One of the most popular desserts in any Irish household is apple pie. In fact, most restaurant menus in this country always have an apple pie, tart or crumble of some type on it! To be honest, no matter how accomplished a baker you are, if you can’t produce a noteworthy apple tart, you might as well give up! In Ireland your baking reputation stands or fails on the quality of the apple pie you can produce. When making my apple pie, I like to use two or three varieties of apple; Bramleys, because they break down to a purée-like consistency when cooked, Granny Smiths because they retain their shape and provide texture and I also sometimes use Pink Lady or Braeburn for their distinctive apple taste. I have always preferred using a pinch of ground cloves rather than ground cinnamon in my apple pies, but each to their own. I know some bakers who like to use ground ginger, but for me, the judicious use of ground cloves (only a pinch is required) really bring out the flavour of the apples.
So many people, even in suburban areas have their own apple trees and this can be a wonderful source of freshly picked fruit later on in the year. I have a number of apple trees growing in my garden, which have been planted for six or seven years at this stage and provide me with some wonderful fruit at the end of the summer. It is a source of great annoyance to me that my children love to go out into the garden after a windy night and use the fallen fruit as makeshift sliotars when practising their hurling and camogie! Windfall apples, provided they haven’t been lying on the ground too long, can still be used for making chutneys or in baking… so you can imagine my irritation at seeing the apples being hurled down the garden at force rather than for being used to make tasty treats!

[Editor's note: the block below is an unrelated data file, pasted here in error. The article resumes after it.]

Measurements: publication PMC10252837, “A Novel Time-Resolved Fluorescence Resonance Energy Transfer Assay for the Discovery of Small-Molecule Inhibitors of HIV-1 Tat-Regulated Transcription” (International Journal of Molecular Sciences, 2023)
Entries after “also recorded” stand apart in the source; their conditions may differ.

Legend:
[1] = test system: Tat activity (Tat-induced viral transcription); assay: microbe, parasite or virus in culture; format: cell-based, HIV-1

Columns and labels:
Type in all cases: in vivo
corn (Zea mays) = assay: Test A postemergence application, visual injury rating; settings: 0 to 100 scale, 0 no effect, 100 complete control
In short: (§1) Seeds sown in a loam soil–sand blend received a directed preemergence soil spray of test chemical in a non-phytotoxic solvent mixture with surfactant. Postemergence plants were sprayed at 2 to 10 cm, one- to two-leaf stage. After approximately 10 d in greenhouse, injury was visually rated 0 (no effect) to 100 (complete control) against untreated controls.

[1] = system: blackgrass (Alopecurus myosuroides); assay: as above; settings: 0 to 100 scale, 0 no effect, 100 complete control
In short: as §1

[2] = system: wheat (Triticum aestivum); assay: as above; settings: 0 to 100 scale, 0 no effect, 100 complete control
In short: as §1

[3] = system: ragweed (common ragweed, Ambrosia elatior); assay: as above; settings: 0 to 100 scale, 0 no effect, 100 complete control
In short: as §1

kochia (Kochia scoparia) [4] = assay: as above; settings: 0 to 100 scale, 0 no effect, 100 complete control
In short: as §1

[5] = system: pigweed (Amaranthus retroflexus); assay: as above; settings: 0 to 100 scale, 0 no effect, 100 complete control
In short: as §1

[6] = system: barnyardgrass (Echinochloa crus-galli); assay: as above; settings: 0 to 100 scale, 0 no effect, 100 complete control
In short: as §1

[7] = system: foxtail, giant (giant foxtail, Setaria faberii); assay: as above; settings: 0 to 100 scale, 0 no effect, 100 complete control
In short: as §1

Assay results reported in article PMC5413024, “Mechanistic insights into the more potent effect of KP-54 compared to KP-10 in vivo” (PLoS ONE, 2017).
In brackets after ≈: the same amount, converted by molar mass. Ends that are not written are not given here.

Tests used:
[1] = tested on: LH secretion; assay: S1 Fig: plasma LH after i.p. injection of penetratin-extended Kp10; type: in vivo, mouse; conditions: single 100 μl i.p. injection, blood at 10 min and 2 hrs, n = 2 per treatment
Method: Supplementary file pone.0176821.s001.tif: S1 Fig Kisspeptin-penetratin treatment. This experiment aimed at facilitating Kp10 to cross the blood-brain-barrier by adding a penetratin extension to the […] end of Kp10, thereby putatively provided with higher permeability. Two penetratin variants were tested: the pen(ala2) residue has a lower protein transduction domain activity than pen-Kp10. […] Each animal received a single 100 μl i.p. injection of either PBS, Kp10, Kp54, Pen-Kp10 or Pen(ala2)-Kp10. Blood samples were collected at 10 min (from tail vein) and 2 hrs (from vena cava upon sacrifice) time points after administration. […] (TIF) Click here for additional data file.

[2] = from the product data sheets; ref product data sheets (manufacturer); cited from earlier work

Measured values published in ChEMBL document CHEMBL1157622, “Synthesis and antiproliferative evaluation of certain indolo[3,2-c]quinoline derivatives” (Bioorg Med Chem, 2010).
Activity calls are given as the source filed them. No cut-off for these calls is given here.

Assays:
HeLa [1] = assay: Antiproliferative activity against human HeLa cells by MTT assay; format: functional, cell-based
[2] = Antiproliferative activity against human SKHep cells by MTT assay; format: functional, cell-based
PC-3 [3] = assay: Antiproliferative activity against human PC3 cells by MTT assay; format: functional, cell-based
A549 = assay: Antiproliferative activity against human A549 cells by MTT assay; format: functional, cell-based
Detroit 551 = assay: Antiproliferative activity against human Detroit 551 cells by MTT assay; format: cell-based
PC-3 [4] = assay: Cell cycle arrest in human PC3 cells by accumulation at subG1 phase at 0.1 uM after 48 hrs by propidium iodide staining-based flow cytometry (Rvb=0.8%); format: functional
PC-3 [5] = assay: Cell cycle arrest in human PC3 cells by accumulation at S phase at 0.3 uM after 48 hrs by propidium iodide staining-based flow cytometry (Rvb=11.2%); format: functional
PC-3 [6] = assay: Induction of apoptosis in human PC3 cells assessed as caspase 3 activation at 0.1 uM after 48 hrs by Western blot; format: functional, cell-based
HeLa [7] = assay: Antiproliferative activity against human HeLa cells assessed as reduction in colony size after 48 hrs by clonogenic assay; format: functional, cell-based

The recipe that I’m giving here is my version of the Apple Shortcake Squares which are on sale in many Irish bakeries. At their simplest these are made with apples sandwiched between two layers of pastry and dredged with caster sugar. My version uses self-raising rather than plain flour which creates a pastry with a more shortcake-like consistency but without being spongy like a cake. The pastry dough is on the soft side so I don’t roll out the base but rather press it gently into the tin with the tips of my fingers to create an even layer. For the top I flour some non-stick baking parchment and place the pastry on this, flattening it out slightly with my hands. I then flour the slightly flattened pastry and place another layer of non-stick baking parchment on top. I then proceed to roll out the pastry into a thin layer, large enough to cover the top of the Apple Squares. This is such a handy way of rolling out any pastry, but particularly this one which is very soft and a little difficult to manage.
Finally, I should mention that I recommend using Granny Smith apples for making these squares. I find that cooking apples are too mealy and break down too much, but that the Granny Smiths retain some texture. Also unlike ‘normal’ pastry which should be given a chance to rest, you can roll out and use this pastry once you have made it.
5-6 large Granny Smith apples, peeled, cored and chopped into 1cm cubes
25g caster sugar
240g self-raising flour
125g butter, cubed
15g icing sugar
1 large egg, lightly beaten
30ml cold water
25g caster sugar for dredging
1. Place the apples, sugar and water into a medium sized saucepan over a moderate heat. Bring up to simmering point and allow to cook for 8-20 minutes until the apples have softened but not broken down. Remove from the heat, set aside and allow to cool completely.
2. Preheat oven to 180C/Fan oven 160C/Gas Mark 4. Line a 30cmx20cm traybake tin with non-stick baking parchment and set aside.
3. Place the flour into a large mixing bowl and add the cubed butter. Rub the butter into the flour using the tips of your fingers until the mixture resembles breadcrumbs. Make a well in the centre and add the egg and water and mix together using a fork until everything comes together.
4. Divide the dough in half. Press one half of the dough into the bottom of the prepared tin, flattening it out with your fingers or the back of a spoon to create a level surface. Spoon the COOLED apple mixture onto the pastry into the tin, spreading it out evenly.
5. Roll out the other half of the dough between two sheets of floured non-stick baking parchment into a rectangle the same size as the tin (30cm x 20cm). Remove the top sheet of baking parchment and lifting the rolled out pastry on the other layer of baking parchment flip it over to cover the apple filling. Tuck in the edges of the pastry making sure that the apple is covered.
6. Bake in the preheated oven for 25-30minutes until light golden brown. Remove from the oven and dredge with the caster sugar. Set aside to cool before cutting into 12 even squares.
Makes 12 squares.